First Words


The hardest words to write are often the first words. Where do you start your story? What is the first image that you want your readers to have of your main character?


Today, those first few words capture must capture a reader's attention and give them a sliver of a promise that an adventure awaits in the pages that follow. If they don't, the person who is reading will set the book down and pick up something more exciting...a video game, Facebook, their cell phone...where they can access adventure more quickly. 


No pressure right? Take a look at these famous first lines:


"First the colors. Then the humans.

That's usually how I see things.

Or at least, how I try."

- The Book Thief


"It was a bright and cold day in April,

and the clocks were striking thirteen."

- 1984


"How does one describe Artemis Fowl?

Various psychiatrists have tried and failed."

- Artemis Fowl


"There is one mirror in my house. It is behind a sliding panel

in the hallway upstairs."

- Divergent


"I stare down at my shoes, watching as a fine layer of ash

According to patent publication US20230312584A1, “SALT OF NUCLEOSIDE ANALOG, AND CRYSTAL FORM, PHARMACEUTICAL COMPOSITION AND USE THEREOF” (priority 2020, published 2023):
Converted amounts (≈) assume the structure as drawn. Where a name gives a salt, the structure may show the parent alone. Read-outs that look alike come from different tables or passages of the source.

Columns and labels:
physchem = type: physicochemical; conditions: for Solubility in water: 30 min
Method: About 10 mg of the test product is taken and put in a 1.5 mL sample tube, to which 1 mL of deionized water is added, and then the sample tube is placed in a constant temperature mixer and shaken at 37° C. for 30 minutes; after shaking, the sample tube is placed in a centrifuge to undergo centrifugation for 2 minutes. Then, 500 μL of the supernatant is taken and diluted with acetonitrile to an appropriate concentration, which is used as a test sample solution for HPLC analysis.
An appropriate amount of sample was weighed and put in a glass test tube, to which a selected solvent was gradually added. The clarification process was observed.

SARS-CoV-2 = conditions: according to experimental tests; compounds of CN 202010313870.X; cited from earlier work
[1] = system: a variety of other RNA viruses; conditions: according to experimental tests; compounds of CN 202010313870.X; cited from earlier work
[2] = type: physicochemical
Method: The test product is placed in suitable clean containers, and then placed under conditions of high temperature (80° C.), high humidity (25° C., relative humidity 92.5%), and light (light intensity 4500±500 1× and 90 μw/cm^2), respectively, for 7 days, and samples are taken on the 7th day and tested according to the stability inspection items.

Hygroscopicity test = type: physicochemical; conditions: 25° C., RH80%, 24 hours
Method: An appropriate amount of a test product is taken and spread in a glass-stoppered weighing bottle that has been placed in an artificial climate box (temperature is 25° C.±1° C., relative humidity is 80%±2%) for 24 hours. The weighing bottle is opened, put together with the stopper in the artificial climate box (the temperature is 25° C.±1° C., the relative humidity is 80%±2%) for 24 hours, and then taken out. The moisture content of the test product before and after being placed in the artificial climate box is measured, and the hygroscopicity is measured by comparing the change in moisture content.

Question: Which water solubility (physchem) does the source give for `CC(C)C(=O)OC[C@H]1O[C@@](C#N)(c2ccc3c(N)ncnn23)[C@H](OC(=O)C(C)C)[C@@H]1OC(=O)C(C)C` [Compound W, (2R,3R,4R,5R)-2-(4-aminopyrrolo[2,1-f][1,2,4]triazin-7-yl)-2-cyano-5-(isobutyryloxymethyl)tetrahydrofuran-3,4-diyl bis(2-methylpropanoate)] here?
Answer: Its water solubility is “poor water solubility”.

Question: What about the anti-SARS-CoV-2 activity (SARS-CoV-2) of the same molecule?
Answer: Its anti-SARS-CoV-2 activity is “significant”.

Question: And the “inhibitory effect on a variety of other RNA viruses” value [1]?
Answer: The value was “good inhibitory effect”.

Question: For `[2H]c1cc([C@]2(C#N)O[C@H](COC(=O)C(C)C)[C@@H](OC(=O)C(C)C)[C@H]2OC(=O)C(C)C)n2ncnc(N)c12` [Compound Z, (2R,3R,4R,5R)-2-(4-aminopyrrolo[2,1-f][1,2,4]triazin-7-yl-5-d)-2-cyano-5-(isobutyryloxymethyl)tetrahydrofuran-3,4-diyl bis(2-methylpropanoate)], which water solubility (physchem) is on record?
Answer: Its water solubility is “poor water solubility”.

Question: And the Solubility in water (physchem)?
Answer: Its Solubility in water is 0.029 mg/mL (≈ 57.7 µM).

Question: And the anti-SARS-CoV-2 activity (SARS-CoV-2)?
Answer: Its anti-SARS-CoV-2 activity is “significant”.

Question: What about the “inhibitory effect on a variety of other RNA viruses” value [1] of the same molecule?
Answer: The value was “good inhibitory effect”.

settles on the worn leather."

- Mockingjay


"I've been locked up for 264 days."

- Shatter Me


Whether you've read the books mentioned or not, think about what these first lines reveal about what is to come. How important is that first image to the book as a whole? If you haven't read the book, does the first line entice you to read more?


Crafting that first line doesn't come easy. Many times, authors go back and re-write the beginning after the novel has been completely written. Only then do they really know the story as a whole. Many authors even spend more time writing and re-writing those first few lines (and paragraphs) than they spend on the rest of the novel. 


It's hard. It's tough. But know that if you are struggling with your first line, you are not alone. Continue writing your story or novel. Along the way the best image for that first line will come to you. 


WRITING PROMPT: Take a look at how you began the story you are currently writing. Cut out the first sentence or two and put it on a page by itself. Put yourself in the place of the reader. Does it make you want to read more? Does it give you a hint of the adventure to come? If not, play around with other words and ways that you can approach that opening. Come up with several options and ask friends you know which is the most engaging. 




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CAROLYN BENNET FRAISER is a published writer and creative writing instructor in Brevard, North Carolina, where she enjoys helping youth find their passion for writing. 

Carolyn is available to speak to children and youth about creative writing at your school or special event. 

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@ 2019 CAROLYN BENNETT FRAISER. All Rights Reserved.